In a clip from his new Paramonut+ docuseries From Cradle to Stage, Foo Fighters frontman Dave Grohl tells Pharrell Williams that he ripped off old disco and funk songs when coming up with his drum parts for Nirvana’s Nevermind. And while his hard rock ethos has always been present, Grohl has been outspoken in the past about his appreciation for ‘70s pop, disco, R&B and funk.
This time, however, the Foos are taking that appreciation one step further with Hail Satin, their debut EP as the Dee Gees, which is out today (July 17th) on exclusive vinyl for Record Store Day.
Hail Satin sees the Foo Fighters taking on five classic Bee Gees songs (“You Should Be Dancing,” “Night Fever,” “Tragedy,” “Shadow Dancing,” and “More Than A Woman”) and bringing their own unique spin to them under a disco alter ego. Though there’s certainly some more electric guitar in the mix and a slightly-heavier sound, the band very carefully reconstructs these classic Bee Gees hits without ever taking too many liberties with them. Rather than reimagine these tracks entirely, Grohl and Co. decide to replicate them with as much energy and style as they can.
Putting out a Bee Gees cover album actually makes sense for Foo Fighters right now — as mentioned, the release arrives as an exclusive Record Store day drop, ensuring that those who are down to party with the Dee Gees can do so first by visiting a local record shop. Furthermore, the album’s B-Side contains five live versions of tracks from their 2021 LP, Medicine At Midnight.
While the Foos have been somewhat resistant to change their strictly-rock-n-roll sound throughout the last decade, Medicine At Midnight sees the band employing a more dance-heavy sound, complete with backup singers, auxiliary percussion, and even a recent Mark Ronson reimagining. Rather than attempting to get Foo Fighters fans to headbang along, they seem more intent on creating a vibe.
Of course, there’s no better jumping off point than the Bee Gees — the disco trio were masterminds of melody and harmony, and created an infectious sonic environment that inspired a generation. Foo Fighters approach these tracks with charm and charisma, and similar to their recent full-capacity Madison Square Garden show, they’re committed to celebrating.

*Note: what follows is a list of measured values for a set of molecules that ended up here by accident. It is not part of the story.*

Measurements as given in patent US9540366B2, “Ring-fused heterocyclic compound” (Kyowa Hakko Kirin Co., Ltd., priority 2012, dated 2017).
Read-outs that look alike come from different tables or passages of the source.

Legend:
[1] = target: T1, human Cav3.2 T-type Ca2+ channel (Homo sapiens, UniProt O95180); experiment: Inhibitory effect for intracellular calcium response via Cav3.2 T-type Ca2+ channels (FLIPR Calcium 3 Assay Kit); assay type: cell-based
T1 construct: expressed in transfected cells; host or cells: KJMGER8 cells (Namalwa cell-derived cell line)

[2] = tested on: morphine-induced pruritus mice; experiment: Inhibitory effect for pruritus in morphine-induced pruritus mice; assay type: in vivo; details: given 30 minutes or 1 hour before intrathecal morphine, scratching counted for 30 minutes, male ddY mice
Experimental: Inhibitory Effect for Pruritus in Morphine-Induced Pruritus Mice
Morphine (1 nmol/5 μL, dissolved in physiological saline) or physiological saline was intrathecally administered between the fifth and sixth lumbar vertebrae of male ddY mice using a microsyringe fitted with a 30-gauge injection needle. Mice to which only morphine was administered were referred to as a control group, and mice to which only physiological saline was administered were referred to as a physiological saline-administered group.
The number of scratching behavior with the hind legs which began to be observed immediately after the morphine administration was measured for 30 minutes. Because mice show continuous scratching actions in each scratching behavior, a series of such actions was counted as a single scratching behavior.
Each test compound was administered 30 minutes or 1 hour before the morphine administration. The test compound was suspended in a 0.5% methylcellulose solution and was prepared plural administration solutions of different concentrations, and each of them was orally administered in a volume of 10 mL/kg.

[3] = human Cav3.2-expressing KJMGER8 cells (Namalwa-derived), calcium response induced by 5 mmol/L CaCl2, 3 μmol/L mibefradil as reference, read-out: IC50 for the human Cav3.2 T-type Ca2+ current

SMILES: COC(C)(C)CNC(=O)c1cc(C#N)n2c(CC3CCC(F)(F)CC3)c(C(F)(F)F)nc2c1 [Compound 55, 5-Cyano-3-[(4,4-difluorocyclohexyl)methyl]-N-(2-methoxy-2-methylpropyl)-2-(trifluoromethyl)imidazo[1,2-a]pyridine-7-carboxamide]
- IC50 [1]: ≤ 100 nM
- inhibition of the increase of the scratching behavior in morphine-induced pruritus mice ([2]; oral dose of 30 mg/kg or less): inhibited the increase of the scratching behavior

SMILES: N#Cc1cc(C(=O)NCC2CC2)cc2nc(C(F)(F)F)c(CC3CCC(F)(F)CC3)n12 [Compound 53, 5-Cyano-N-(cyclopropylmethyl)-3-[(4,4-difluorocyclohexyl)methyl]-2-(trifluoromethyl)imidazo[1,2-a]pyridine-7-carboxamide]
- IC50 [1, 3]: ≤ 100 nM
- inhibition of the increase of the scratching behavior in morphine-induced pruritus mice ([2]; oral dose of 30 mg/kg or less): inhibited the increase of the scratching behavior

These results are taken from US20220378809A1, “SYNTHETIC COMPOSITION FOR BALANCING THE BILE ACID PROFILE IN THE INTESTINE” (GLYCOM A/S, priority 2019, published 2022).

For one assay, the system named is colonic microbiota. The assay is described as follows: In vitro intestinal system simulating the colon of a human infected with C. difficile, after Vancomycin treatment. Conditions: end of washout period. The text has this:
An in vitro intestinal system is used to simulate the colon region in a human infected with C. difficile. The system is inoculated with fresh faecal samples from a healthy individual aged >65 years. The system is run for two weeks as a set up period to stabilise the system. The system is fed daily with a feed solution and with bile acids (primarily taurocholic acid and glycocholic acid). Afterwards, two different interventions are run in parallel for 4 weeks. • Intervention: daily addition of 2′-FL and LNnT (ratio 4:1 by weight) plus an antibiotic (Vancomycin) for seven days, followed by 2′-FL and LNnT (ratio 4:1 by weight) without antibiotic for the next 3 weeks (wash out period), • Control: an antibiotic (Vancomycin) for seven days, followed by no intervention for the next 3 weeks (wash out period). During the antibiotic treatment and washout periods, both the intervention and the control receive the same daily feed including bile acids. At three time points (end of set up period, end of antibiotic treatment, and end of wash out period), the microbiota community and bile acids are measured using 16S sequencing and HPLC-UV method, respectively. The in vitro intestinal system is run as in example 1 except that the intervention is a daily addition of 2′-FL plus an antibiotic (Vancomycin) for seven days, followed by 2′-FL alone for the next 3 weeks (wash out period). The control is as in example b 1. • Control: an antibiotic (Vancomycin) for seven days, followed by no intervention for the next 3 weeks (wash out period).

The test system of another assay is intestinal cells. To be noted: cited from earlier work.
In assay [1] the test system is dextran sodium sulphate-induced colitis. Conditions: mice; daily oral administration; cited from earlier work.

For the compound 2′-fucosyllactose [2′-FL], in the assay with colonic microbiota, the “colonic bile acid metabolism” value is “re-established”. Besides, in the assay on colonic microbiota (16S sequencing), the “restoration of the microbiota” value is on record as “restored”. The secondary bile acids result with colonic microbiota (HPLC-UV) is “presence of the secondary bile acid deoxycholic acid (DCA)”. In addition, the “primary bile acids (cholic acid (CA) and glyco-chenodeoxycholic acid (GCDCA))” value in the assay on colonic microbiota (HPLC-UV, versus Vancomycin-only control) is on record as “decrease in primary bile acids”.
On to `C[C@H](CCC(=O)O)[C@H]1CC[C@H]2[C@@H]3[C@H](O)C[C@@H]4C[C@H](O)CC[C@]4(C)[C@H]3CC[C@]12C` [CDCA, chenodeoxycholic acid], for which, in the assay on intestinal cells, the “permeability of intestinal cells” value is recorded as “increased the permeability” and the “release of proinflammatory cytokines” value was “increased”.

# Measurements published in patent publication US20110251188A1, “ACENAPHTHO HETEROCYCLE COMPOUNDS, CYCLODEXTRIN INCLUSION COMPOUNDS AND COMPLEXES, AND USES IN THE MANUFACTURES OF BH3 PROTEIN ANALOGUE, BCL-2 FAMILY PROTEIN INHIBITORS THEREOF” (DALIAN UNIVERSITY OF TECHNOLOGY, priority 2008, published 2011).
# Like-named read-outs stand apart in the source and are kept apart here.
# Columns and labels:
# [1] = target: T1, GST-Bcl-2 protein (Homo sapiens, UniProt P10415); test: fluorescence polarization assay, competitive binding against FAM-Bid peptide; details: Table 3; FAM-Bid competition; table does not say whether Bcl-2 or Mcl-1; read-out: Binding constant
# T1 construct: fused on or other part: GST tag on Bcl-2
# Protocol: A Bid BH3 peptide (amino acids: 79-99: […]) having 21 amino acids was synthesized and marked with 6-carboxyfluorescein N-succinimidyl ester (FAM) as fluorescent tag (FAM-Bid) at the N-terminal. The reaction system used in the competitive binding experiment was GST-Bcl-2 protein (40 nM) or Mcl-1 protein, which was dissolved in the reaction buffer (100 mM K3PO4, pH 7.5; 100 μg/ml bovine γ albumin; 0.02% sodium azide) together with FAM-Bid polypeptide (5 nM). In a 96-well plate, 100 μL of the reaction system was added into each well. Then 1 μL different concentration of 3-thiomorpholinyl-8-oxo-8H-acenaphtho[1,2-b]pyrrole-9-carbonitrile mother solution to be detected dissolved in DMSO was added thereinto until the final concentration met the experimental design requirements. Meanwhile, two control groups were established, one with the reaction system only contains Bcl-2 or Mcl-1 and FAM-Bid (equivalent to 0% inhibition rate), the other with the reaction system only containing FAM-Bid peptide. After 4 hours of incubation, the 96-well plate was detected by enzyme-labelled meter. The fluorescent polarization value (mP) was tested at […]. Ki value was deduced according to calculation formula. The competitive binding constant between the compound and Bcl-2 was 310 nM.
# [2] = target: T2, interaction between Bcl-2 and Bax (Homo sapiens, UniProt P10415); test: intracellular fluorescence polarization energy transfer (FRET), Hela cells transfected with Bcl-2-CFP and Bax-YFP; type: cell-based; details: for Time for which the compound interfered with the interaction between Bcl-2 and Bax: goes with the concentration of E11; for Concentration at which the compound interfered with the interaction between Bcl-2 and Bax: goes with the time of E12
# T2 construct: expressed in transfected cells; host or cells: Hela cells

It may be difficult to imagine Dave Grohl’s usual grit on top of these dancefloor tunes, but as “You Should Be Dancing” kicks off, there’s no doubt that he’s in his element. His voice is certainly more husky than Gibb’s, but his passion and flair fits right into the nostalgic track.
In fact, what’s so fascinating about Grohl’s vocal performance is how rarely he’s used his falsetto before this effort — usually for just a word or two — and how much he uses it in Hail Satin. And he really can hit some of these notes, begging the question of why he tends to shy away from a delicate falsetto if it’s in his wheelhouse.
This is a repeated theme to consider when listening to Hail Satin. For a band that has been pumping out reliable rock tunes for the last three decades, the very existence of these disco covers — let alone the fact that they’ve donned a stylish and absurd alter ego — is still a bit of a left turn.
Why, then, have there been no other “left turns” lately for the Foo Fighters? These covers certainly serve the purpose of celebration, of honoring their pop forebears, of fostering a dance-laden atmosphere, and even of exercising the youth that the Gen X members of the Foo Fighters still have. Beyond that, these covers simply prove that the Foo Fighters have a lot more to offer than complacent, broadly satisfying arena rock.
Of course, at the end of the day, these songs work because the Bee Gees made them work — the astounding level of pop perfection that Barry, Robin, and Maurice Gibb helmed would translate well in pretty much any genre. That said, Foo Fighters have succeeded over the years with an appeal to those about to rock, and with Hail Satin, they’re carving out more room for themselves and pushing those boundaries ever so slightly.
On arguably the most interesting cover of the batch, “Shadow Dancing,” the guitars drop the One By One-era grunge, drummer Taylor Hawkins takes a terrific turn on lead vocals, and the background singers shine brighter than any of their Medicine At Midnight cuts. It’s a great example of how much restraint Foo Fighters still possess, and how much fun they’re willing to have at the same time. Only time will tell if the spirit of Hail Satin will live on through the next few Foo Fighters albums. And if not, at least we have this time to dance.
Hail Satin Artwork: